In collaboration with the University of Nebraska Omaha’s (UNO) Department of History and Service Learning Academy, the Durham Museum unveiled an exhibit Feb. 3 that tells the story of 12 extraordinary Omaha women.
The “Women in Omaha: A Biographical Sketch Through History” exhibit features artifacts that belong or belonged to the women, as well as information gathered from the women or their loved ones.
Assistant Professor of History Elaine Nelson spearheaded the project.“The idea came about two years ago when I reached out to Service Learning,” Nelson said. “So it really was curriculum development and figuring out ‘who are the women who will be a part of this exhibit?’”
Nelson said she wanted the women featured to be representative of Omaha’s diverse communities, and choosing the women was a difficult task. She reached out to people in the community, including experts from the Great Plains Black History Museum and the Latino Center for the Midlands.
“A lot of the students’ comments, their response and reflection they had to do throughout the semester was they didn’t realize Omaha had such a cool history, and that’s good for me to hear as a history professor,” Nelson said. “I think it also made them develop more of an awareness about the everyday lives around them, really how the city is very diverse, but we don’t always hear those histories, so there’s been a pretty positive response.”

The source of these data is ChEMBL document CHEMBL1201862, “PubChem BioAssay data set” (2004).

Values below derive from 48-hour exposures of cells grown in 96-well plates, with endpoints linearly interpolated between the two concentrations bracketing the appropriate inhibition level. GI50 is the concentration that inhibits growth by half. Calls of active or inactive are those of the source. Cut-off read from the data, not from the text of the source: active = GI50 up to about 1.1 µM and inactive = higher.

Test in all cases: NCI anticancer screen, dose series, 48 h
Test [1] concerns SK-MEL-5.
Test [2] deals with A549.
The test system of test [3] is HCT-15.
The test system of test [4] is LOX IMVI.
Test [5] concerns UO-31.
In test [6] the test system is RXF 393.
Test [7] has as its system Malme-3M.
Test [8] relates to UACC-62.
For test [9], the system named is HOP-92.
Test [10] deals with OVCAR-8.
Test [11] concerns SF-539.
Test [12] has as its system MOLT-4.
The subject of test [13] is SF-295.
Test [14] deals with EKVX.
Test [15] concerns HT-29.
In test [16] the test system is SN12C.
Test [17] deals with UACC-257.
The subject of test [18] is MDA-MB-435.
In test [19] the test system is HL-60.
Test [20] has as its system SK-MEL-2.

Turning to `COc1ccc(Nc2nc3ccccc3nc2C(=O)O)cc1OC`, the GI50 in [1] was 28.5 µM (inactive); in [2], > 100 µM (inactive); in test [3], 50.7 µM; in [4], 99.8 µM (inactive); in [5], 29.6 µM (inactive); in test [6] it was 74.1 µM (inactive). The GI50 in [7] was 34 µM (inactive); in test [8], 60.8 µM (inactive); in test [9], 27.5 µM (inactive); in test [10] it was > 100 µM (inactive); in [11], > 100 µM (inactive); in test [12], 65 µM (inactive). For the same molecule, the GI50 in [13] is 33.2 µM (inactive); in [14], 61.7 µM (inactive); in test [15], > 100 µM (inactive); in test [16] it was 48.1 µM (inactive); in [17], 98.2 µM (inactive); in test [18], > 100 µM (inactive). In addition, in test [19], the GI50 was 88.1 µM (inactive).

Of the 12 women, Nelson said that she could most identify with Jacqueline St. John, an emerita professor of history who retired from UNO more than 20 years ago.
“Jacqueline established the first Omaha chapter of the National Organization of Women,” she said. “The other thing that she really did, is she pushed her colleagues in the history department and petitioned for years for there to be a women’s history class. She’s in her 80s or 90s now, and she’s just a force to be reckoned with.”
"[Students] didn’t realize Omaha had such a cool history, and that’s good for me to hear as a history professor."
- Elaine Nelson, assistant professor of history
Nelson said that while she did a lot of the behind the scenes work for the exhibit, it wouldn’t have been possible without the Service Learning Academy, Durham Museum and the students.
“The students were the ones who made all the phone calls to the women, set up appointments, wrote tirelessly about them, and so they’re the ones who deserve a lot of the credit,” Nelson said.
She also said that the plans for her next museum exhibit are in the works.
“Women in Omaha: A Biographical Sketch Through History” will be on display through July 29.
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